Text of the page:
5 years ago

Octagonal Wetting Interface Evolution of Evaporating Saline Droplets on a Micropyramid Patterned Surface

Octagonal Wetting Interface Evolution of Evaporating Saline Droplets on a Micropyramid Patterned Surface
Fei Duan, Junheng Ren, Xin Zhong, Kian-Soo Ong, Mingfeng Lin, Karen Siew Ling Chong
Textured surfaces have been extensively employed to investigate the dynamics, wetting phenomena, and shape of liquid droplets. Droplet shape can be controlled via the manipulation of topographic or chemical heterogeneity of a solid surface by anchoring the three-phase line at specific sites. In this study, we demonstrate that droplet shape on a topographically patterned surface can be modified by varying the concentration of salt potassium chloride (KCl) in the droplet solution. It is found that at the beginning of evaporation the octagonal shape of the solid–liquid interface is changed to a rectangle with corners cut upon increasing the salt concentration. Such a variation in the solid–liquid interface versus the salt concentration is explained by the analysis of free energy difference. It indicates that the increases in solid–liquid and liquid–vapor surface tensions by raising the salt concentration result in a favored extension of the three-phase line intersecting the micropyramid bottom sides than the counterpart intersecting the micropyramid diagonal edges. The saline droplets experience a pinning stage at first and a depinning one afterward. The onset of depinning is delayed, and at which the instantaneous contact angle is larger upon raising the salt concentration. The three-phase line which intersects the micropyramid diagonal edges recedes ahead of the one along the micropyramid bottom sides, making the octagonal wetting interface evolve toward a circle. A close view at the droplet edge indicates that the three-phase line repeats “slow slip–rapid slip” across row by row of micropyramids during the depinning stage.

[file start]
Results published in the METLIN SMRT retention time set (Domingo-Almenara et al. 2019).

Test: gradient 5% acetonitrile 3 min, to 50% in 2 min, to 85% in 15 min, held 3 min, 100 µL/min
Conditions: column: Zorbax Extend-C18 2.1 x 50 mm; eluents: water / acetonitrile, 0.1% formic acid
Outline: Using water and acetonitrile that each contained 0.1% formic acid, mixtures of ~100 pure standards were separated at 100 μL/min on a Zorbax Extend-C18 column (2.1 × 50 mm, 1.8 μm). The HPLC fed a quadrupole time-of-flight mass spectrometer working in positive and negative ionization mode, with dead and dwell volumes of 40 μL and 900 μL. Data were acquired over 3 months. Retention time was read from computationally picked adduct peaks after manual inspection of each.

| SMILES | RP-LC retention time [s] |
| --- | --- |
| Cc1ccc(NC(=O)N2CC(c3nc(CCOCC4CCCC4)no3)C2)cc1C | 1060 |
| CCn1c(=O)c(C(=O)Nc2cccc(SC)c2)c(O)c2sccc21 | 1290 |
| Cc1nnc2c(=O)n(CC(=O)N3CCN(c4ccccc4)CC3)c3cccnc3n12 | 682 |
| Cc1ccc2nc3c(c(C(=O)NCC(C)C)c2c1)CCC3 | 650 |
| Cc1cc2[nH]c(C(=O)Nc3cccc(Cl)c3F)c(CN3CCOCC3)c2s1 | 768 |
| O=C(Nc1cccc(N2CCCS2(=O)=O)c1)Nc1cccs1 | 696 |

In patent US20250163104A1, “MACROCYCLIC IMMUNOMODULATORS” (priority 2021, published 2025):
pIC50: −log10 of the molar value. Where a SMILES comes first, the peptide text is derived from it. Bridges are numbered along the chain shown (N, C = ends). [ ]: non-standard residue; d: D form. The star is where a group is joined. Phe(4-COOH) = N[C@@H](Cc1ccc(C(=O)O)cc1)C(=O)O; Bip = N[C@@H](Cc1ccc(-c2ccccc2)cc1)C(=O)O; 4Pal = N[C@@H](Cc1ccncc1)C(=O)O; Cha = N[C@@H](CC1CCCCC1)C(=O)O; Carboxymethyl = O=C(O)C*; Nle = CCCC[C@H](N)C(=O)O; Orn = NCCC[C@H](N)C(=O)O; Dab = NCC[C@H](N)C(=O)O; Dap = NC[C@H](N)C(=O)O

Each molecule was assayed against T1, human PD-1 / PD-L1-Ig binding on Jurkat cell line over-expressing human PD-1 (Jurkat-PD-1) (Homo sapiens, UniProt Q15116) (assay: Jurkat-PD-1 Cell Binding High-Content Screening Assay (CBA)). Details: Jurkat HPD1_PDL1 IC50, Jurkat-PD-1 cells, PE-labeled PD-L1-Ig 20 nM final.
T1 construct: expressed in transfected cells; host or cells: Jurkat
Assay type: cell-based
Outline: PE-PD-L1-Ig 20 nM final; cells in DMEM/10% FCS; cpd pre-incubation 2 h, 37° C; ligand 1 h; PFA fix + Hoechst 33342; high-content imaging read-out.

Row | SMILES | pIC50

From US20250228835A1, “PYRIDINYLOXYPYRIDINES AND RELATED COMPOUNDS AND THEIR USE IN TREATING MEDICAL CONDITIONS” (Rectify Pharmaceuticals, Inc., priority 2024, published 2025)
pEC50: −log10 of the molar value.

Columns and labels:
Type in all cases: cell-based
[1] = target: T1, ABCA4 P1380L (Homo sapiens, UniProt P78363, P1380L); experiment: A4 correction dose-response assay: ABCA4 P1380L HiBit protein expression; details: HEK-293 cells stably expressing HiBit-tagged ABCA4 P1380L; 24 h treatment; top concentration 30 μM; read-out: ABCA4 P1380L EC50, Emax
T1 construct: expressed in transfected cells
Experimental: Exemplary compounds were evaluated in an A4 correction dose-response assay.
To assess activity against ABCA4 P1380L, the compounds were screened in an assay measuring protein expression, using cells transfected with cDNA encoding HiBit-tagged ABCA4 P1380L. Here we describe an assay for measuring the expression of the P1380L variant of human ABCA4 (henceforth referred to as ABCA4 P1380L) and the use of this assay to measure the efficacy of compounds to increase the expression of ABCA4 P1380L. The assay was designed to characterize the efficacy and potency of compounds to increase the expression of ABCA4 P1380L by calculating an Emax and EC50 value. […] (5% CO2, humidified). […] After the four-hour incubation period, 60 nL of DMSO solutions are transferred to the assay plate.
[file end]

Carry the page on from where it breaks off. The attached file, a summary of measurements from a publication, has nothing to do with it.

Publisher URL: http://dx.doi.org/10.1021/acsami.7b07533

DOI: 10.1021/acsami.7b07533

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